The son and daughter were both youngsters at the time, but the Finley son and the Phillips daughter reunited after they’d both grown up. They rekindled their friendship and finally fell in love and married. Shirley’s son is also a doctor, and they now reside in Florida with their three children.

So, did you see the link?— Sid’s ex-girlfriend is now the mother-in-law of his daughter. Sid and Shirley have the same grandkids now.

The years passed. Shirley’s husband, David, and Sid’s wife, Mary, both died a few years ago. Sid and Shirley are now in their late eighties and still write to each other on a regular basis.

Shirley and Sid are still living in Australia and Alabama, respectively. They’re not searching for a romantic involvement with each other, Sid informed me, even if they’re both single today. He’s delighted he treated her with gallantry, civility, and respect when they first met as youngsters.

What is the moral of the story?

Vintage man holding gun in his left hand with a dog.

Sid Phillips and Shirley Finley’s tale is a plea to consider both the present and the future—and to properly manage both.

The anecdote demonstrates what can happen when individuals truly wish one other well. Many friendships are fleeting, and individuals may quickly drift away as time passes or circumstances change.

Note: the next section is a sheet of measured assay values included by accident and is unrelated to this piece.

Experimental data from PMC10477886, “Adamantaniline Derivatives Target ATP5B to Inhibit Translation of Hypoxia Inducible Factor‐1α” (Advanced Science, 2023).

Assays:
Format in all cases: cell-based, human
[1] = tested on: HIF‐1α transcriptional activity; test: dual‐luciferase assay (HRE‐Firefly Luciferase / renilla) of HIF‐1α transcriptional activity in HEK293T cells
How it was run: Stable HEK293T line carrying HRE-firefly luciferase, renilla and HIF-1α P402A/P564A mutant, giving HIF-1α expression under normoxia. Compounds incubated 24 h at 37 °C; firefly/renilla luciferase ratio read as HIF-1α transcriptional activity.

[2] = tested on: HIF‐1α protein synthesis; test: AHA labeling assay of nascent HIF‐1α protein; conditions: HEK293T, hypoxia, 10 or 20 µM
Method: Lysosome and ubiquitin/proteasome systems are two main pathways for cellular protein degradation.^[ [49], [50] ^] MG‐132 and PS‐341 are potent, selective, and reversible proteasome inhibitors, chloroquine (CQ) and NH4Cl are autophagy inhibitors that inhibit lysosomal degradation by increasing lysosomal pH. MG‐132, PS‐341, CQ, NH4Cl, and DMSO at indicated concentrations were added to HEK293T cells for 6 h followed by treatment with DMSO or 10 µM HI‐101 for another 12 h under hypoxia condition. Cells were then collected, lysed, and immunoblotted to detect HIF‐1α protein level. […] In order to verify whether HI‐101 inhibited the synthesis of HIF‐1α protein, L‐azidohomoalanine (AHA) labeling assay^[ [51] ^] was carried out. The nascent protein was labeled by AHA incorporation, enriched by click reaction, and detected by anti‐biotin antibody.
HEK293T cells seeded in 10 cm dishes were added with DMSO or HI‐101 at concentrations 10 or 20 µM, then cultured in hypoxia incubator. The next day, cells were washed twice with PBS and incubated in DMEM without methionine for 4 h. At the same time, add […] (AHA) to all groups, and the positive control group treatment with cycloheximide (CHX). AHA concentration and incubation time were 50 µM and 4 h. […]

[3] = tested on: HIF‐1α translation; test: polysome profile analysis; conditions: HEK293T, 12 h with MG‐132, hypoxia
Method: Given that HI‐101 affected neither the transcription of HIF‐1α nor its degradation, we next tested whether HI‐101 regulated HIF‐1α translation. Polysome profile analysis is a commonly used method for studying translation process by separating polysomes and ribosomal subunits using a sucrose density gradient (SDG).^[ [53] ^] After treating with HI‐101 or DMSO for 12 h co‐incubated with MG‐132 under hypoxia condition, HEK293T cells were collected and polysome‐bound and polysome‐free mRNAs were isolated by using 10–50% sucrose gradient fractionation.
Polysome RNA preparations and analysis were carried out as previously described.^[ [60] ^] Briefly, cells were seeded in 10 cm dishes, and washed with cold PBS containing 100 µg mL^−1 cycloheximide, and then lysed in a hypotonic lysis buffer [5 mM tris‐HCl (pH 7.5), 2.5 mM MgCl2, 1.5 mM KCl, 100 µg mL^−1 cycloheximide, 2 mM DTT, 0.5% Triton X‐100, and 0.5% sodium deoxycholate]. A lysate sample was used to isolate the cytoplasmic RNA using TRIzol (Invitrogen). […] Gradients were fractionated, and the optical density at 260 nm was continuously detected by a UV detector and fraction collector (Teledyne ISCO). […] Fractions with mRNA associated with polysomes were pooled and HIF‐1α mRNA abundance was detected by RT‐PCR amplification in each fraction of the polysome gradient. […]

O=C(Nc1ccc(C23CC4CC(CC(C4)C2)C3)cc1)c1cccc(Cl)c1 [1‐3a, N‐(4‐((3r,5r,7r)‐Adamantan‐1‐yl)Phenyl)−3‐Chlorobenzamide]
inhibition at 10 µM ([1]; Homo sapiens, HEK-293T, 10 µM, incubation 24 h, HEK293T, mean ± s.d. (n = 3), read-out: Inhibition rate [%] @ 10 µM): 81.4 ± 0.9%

Take this as an opportunity to be appreciative for the close connections you have right now.

It also serves as a reminder that every dating relationship ends in one of two ways: either the pair breaks up or they marry. There aren’t any other choices. That’s a good extrapolation to remember while dating.

 

You may be tempted to feed yourself on your girlfriend’s goodness like a starving man on canned pineapple, but there’s a big possibility she’ll marry someone else eventually. Her kids and your offspring may potentially marry in the future. As a result, it will benefit everyone if you can always look each other in the eyes with a clean conscience.

How can you be sure about that?

Simple.

Treat every lady you date with gallantry, kindness, and respect, just like Sid Phillips did.

What are some practical ways that young men may show their women gallantry, civility, and respect?

What are some practical ways that young men may show their women gallantry, civility, and respect?

Marcus Brotherton contributes to the Art of Manliness on a regular basis. He’s the author or co-author of many military nonfiction works, including Sid Phillips’ combat experiences in Voices of the Pacific. Visit www.marcusbrotherton.com to read Marcus’ blog, Men Who Lead Well.